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Do you use any of the following techniques to generate ideas?

Edward De Bonos 6 Thinking Hats Group brainstorming Insight Random stimuli Related worlds Reverse brainstorming What would x do? SCAMPER Lotus Blossom Morphological matrix We dont use any techniques

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What is done to support creativity in your organization?


After brainstorming, using case studies, mentoring and insight are the top three initiatives cited to support creativity. 11 percent say nothing is done, its just part of the job.

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Brainstorming activities Mentoring Facilitation training Training in creative techniques Using case studies Job rotation/ secondment Audience insight & planning Nothing, its just part of the job

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CREATIVITY IN PR A GLOBAL STUDY

How do you assess your own or your agency's creative ideas?


Many of the methods used are subjective. Evaluating the value of PR has been a critical issue for years and based on our ndings, improving metrics to better assess ideas is an area where the industry could improve. This can only serve to support selling ideas and overcoming objections.

SWOT Risk assessment Personal Experience 6 Thinking Hats Comparison Analysis Creative Directors decision Work as part of integrated agency team who give input Voting We dont use any particular proccess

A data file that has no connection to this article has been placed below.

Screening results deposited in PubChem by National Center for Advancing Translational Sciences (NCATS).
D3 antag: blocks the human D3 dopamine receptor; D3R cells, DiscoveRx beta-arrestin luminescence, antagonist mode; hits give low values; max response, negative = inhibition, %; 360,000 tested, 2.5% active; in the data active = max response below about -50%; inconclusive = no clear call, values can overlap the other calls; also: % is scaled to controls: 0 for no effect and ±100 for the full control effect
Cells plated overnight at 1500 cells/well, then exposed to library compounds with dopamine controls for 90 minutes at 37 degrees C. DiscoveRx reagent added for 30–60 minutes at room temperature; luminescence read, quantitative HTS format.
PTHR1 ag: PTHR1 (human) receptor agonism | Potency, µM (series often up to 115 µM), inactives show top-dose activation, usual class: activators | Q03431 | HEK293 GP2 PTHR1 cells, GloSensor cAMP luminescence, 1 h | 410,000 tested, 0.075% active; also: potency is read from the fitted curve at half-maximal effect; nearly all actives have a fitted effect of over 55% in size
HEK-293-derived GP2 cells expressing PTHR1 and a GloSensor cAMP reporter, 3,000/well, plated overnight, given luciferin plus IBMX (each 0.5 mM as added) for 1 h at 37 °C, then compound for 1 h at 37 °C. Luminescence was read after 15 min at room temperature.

0
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30 %

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Leadership & rewards


In answer to the question does your business have clear creative objectives the responses were almost equally split:

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How do you reward creativity? 40

44% no 46% yes 10% not sure

30

As with delivering against any other key business objective, leadership is often considered crucial to the development of a creative business. This would seem to be an area where companies can dramatically improve the likelihood of success. PWC Global CEO Survey 2011 is clear in this area: Responsibility for innovation cant be delegated. The drive to innovate begins at the top. If the CEO doesnt reward innovation, protect the process or change internal relationships to foster innovation, the effort will fail.